ATHENS — Coach of the year kind of stuff.
That’s what we saw from Georgia’s Mark Fox this season. Yes, Florida went 18-0 in SEC play and the Gators’ are the nation’s No. 1-ranked team. There is no arguing that Billy Donovan will be deserving of that award and any others that will likely come his way.
But for good, old fashioned, roll-up-your-sleeves, quality hard work amid difficult circumstances, there are very few coaches anywhere who can claim to have done a better job that than Fox.
Only longtime observers of Georgia basketball can probably fully appreciate what his team managed to accomplish this season. Only one Bulldogs’ team in the 81-year history of the school’s association with the Southeastern Conference has won more conference games. The one that did, the 1990 Bulldogs, won the regular-season championship (with a 13-5 record). Just to provide perspective, only five previous teams in the history of the program managed to win 11 or more conference game and one of those had to vacate them due to improprieties.
This bunch tied Kentucky for second place. With its 69-61 win over LSU in Baton Rouge on Saturday, Georgia finished 18-12 overall and 12-6 in the SEC. It was the Bulldogs’ fourth conference road victory of the season and their eighth in last 10 games of the season.
As a result, Georgia captured the No. 3 seed in this week’s SEC Tournament, which will happened to played in Atlanta’s Georgia Dome. Because of the double-bye that goes to league’s top four finishes, the Bulldogs won’t play until Friday, likely against Vanderbilt or Ole Miss.
As for postseason speculation, it still doesn’t look great for Georgia, not unless it at least reaches the tournament finals and maybe not even then. And people will continue to bash the overall strength of the SEC this year. But to be focused on that would be missing the point.
The Bulldogs — and Fox — did what they did in the season immediately after losing Kentavious Caldwell-Pope to the NBA draft as a sophomore. Not only was he the previous team’s best player, he was deemed the best player in the entire SEC.
That contributed in no small way to Georgia’s slow start this season. To be sure, that 1-4 beginning, which included losses to Georgia Tech, Davidson, Temple and Nebraska, has dogged the Bulldogs all year. With additional losses to Colorado and George Washington, Georgia entered SEC play with a 6-6 record.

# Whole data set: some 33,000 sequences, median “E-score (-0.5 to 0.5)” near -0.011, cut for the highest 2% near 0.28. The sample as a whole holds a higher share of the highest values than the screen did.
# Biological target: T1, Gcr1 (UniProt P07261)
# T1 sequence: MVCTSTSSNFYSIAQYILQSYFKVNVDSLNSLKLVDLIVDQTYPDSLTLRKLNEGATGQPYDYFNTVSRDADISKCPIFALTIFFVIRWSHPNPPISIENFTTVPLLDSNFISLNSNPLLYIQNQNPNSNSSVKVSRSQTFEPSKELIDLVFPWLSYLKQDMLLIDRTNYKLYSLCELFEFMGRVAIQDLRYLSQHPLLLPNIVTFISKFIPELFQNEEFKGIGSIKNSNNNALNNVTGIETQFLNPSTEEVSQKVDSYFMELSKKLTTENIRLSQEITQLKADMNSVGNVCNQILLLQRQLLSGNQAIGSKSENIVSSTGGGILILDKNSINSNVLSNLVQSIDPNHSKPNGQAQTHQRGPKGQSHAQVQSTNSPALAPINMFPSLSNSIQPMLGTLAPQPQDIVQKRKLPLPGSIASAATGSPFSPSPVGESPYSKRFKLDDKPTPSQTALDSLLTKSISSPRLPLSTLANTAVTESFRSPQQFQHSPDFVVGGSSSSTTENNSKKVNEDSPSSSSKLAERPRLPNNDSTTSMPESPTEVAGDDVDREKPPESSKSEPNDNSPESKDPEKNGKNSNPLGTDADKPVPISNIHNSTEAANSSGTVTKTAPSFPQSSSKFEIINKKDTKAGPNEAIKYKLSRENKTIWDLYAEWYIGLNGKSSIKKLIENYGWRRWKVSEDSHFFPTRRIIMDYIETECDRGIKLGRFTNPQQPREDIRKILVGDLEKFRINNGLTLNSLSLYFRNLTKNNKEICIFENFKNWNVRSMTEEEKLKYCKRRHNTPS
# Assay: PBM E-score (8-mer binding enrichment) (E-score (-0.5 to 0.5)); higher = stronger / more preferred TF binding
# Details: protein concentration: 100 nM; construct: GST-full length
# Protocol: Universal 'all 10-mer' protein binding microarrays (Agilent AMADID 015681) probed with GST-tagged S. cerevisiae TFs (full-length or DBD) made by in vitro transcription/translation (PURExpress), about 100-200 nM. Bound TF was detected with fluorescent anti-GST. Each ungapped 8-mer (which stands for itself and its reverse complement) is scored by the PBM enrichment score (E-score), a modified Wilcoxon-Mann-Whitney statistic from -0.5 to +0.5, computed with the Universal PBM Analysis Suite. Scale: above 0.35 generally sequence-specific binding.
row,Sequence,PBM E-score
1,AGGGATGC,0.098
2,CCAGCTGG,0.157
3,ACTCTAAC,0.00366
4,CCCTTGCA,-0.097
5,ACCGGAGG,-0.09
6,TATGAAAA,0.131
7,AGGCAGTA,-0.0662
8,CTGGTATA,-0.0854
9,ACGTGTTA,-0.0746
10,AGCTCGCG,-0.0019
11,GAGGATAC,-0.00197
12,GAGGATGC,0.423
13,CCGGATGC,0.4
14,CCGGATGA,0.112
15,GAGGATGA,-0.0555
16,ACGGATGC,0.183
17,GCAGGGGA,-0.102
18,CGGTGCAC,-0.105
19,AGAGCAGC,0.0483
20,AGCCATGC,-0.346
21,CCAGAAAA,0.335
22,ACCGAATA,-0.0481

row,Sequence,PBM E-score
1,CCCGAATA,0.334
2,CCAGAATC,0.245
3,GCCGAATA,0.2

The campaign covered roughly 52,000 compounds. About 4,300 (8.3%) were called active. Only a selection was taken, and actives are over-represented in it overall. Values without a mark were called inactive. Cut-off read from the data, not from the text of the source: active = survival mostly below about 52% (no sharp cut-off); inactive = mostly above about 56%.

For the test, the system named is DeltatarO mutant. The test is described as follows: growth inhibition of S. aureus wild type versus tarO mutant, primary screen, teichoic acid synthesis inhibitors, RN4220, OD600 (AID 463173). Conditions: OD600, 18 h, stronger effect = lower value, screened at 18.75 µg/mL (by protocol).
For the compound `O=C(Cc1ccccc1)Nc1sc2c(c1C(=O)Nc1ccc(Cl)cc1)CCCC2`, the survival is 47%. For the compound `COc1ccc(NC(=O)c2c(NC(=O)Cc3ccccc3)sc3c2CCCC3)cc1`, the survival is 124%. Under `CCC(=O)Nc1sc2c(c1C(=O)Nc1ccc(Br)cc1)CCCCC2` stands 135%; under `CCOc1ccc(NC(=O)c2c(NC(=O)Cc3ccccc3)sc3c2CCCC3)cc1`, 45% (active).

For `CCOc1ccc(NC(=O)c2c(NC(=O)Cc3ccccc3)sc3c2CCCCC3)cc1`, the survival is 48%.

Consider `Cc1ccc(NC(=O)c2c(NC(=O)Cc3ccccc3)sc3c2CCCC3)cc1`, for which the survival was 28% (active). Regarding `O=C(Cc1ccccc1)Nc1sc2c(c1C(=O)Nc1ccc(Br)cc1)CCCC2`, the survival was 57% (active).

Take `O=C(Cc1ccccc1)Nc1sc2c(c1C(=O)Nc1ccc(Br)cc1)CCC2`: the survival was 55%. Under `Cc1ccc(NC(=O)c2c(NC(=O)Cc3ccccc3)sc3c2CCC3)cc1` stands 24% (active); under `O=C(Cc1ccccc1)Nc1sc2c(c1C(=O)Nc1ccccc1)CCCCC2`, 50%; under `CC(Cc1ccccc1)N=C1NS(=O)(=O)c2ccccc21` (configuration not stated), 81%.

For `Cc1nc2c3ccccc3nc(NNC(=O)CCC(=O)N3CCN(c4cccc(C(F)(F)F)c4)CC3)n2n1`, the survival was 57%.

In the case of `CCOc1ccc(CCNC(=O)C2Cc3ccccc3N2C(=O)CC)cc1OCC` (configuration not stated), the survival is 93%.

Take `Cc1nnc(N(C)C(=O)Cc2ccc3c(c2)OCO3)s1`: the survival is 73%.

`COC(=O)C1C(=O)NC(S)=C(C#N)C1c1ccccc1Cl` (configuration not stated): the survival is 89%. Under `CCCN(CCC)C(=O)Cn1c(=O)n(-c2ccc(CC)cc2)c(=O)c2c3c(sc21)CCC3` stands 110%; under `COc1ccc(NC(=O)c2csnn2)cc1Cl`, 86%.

But the Bulldogs have little to be ashamed of from then on. A 59-54 home loss to Vanderbilt on Jan. 29 is about the only hiccup in SEC play. Then to win like they won at the Pete Maravich Assembly Center, that was the kind of galvanizing victories that can set up a team for bigger things down the line.
“They’ve been very committed to the process and so I think they’re just excited that they’ve had some success,” Fox said of his players.
That all this took place in Fox’s fifth season, when there was hot-seat talk and criticism of the staff’s recruiting skills, makes it all the more impressive. Keep in mind, this is all happening while Georgia is graduating all its players and generally experiencing zero off-court issues.
It certainly has gotten the attention of other coaches around league. Last week Kentucky’s John Calipari said “nobody wants to play Georgia right now.” South Carolina’s Frank Martin, who’s been in the news for the wrong reasons lately, raved about the job Fox has done.
“Last year, all those guys, (Charles) Mann, (Kenny) Gaines, they were all little puppies,” said Martin, whose team got thumped twice by the Bulldogs. “They had a lottery pick that kind of saved them. But as this year went on, I thought their team just got better and better. And now they’re a very good basketball team.”
The SEC tournament returns to Atlanta’s back yard again this year. Expect to hear similar praise about Fox and other coaches pointing to the Bulldogs as a team to watch out for.
But regardless of what happens in this do-or-die affair this week, the season has already been an unqualified success for Georgia. And for Fox, especially.